Ohio Republicans compete to be the most-Trumpian as ex-president looms large over Senate race: analysis
President Donald J. Trump offers a fist pump to awaiting supporters as he disembarks Air Force One Saturday, Dec. 14 2019, at Philadelphia International Airport to attend the 120th Army-Navy football game, official White House photo by Joyce N. Boghosian

Former President Donald Trump's politics are the model being adopted by GOP candidates running for the open Senate seat in Ohio created when Sen. Rob Portman announced he would not seek re-election in 2022.

A new analysis by Haley BeMiller in The Columbus Dispatch explores how GOP candidates are running on Trump's message.

"Observers say it's a strategy that works in Ohio as the GOP shifts right and away from politicians like Sen. Rob Portman – but which candidate can make it work remains to be seen," BeMiller wrote.

Former Ohio Treasurer Josh Mandel, venture capitalist J.D. Vance, former Ohio Republican Party chair Jane Timken, car dealer Bernie Moreno and investment banker Mike Gibbons have all announced campaigns.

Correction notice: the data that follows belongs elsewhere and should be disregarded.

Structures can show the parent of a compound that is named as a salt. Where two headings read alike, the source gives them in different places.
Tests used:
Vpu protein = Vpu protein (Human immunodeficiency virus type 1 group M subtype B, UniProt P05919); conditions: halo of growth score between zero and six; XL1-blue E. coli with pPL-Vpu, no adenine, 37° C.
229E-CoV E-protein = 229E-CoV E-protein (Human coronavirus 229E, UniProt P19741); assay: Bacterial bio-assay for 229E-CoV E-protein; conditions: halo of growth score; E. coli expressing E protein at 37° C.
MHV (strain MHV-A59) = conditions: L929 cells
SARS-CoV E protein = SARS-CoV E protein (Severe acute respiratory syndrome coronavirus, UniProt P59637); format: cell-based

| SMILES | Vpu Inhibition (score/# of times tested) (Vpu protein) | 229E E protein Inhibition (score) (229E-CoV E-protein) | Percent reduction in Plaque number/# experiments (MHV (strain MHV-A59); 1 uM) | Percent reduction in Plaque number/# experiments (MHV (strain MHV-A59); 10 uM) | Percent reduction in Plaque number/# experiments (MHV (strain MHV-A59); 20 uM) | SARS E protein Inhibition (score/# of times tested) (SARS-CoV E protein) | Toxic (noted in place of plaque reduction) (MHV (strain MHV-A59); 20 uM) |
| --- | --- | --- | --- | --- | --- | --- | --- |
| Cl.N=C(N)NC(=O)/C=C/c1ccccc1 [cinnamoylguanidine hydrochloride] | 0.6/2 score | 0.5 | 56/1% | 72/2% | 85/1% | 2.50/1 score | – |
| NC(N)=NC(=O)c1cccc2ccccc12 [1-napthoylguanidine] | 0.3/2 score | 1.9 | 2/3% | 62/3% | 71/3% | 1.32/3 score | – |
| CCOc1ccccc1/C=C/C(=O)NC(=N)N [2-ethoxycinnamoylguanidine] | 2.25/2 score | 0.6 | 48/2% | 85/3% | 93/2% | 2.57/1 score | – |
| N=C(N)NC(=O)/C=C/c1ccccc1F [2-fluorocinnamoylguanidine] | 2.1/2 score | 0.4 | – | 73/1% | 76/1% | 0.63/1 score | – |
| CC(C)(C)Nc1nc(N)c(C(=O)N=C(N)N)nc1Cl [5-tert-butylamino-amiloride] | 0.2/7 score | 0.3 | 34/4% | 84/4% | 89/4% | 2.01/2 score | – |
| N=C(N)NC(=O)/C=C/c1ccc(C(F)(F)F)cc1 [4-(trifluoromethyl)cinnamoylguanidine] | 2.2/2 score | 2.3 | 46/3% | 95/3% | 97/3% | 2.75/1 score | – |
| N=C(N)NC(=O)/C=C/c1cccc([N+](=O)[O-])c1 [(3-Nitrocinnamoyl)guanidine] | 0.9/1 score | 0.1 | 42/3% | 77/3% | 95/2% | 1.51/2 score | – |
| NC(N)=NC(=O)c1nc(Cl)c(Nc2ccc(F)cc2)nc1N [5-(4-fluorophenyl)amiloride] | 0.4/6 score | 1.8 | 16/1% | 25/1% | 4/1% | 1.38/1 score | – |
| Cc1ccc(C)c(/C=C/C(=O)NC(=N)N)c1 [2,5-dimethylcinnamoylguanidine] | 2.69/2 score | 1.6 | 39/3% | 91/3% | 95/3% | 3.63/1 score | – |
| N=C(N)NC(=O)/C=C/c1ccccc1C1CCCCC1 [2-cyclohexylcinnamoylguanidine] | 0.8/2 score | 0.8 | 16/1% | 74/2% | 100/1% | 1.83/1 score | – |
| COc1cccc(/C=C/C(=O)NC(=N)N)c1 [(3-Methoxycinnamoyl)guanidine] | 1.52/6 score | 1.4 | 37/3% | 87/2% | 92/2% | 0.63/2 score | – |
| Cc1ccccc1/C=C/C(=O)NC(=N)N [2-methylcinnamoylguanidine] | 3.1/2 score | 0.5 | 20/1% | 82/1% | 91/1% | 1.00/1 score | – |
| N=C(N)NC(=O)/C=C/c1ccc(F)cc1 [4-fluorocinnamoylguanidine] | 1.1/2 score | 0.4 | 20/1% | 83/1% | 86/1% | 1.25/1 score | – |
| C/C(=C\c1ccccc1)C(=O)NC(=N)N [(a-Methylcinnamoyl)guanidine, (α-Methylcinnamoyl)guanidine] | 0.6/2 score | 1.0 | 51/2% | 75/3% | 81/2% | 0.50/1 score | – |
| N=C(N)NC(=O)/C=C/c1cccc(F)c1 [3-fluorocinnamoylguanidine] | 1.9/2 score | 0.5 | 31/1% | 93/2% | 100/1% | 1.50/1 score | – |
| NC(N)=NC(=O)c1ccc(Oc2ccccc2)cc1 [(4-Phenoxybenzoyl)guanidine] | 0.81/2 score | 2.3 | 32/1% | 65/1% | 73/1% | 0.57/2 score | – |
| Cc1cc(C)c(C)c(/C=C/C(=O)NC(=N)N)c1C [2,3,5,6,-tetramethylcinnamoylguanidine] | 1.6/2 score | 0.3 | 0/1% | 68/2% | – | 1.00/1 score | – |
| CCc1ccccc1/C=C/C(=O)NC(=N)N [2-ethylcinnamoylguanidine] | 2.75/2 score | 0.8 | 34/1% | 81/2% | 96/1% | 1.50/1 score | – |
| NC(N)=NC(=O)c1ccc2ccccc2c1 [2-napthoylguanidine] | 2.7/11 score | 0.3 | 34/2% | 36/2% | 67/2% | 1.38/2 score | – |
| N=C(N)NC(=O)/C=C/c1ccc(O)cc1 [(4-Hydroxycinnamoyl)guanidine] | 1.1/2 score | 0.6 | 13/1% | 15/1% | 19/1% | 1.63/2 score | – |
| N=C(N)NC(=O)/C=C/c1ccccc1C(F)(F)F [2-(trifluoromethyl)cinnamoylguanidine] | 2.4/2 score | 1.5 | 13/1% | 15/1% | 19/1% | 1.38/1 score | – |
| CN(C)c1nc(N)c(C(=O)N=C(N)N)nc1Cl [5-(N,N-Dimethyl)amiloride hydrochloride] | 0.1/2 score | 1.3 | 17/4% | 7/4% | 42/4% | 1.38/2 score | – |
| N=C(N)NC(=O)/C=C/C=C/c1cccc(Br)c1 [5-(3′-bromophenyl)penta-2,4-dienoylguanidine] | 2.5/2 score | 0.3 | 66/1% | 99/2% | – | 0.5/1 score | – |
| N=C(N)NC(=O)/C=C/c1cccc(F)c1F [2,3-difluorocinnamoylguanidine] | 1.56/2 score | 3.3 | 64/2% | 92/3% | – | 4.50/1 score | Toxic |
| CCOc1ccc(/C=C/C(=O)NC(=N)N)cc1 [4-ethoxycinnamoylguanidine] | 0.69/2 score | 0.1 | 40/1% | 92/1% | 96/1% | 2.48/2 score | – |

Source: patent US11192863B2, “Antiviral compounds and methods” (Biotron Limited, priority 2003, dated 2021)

"Moreno and Gibbons are wealthy businessmen who have never held elected office. Timken secured her position as GOP chair with Trump's support. Vance grew up in Appalachia, his family poor and gripped by addiction, before attending Yale and launching a career as a venture capitalist. Mandel is a veteran whose history in politics runs deeper than that of his opponents," the newspaper reported. "And as recent financial disclosures showed, Moreno, Timken and Mandel all have huge sums of money to their names."

The race has turned ugly as candidates fight for Trump's affection.

"There have been attacks a-plenty since the race started as every candidate clamors for the 45th president's endorsement. Vance in particular was blasted for bashing Trump and his supporters in 2016, but others have been chided for any ounce of their history that appears out of line with the Trump doctrine," BeMiller explained. "They're also fighting over who's most likely to raise hell in Washington."

Read the full analysis.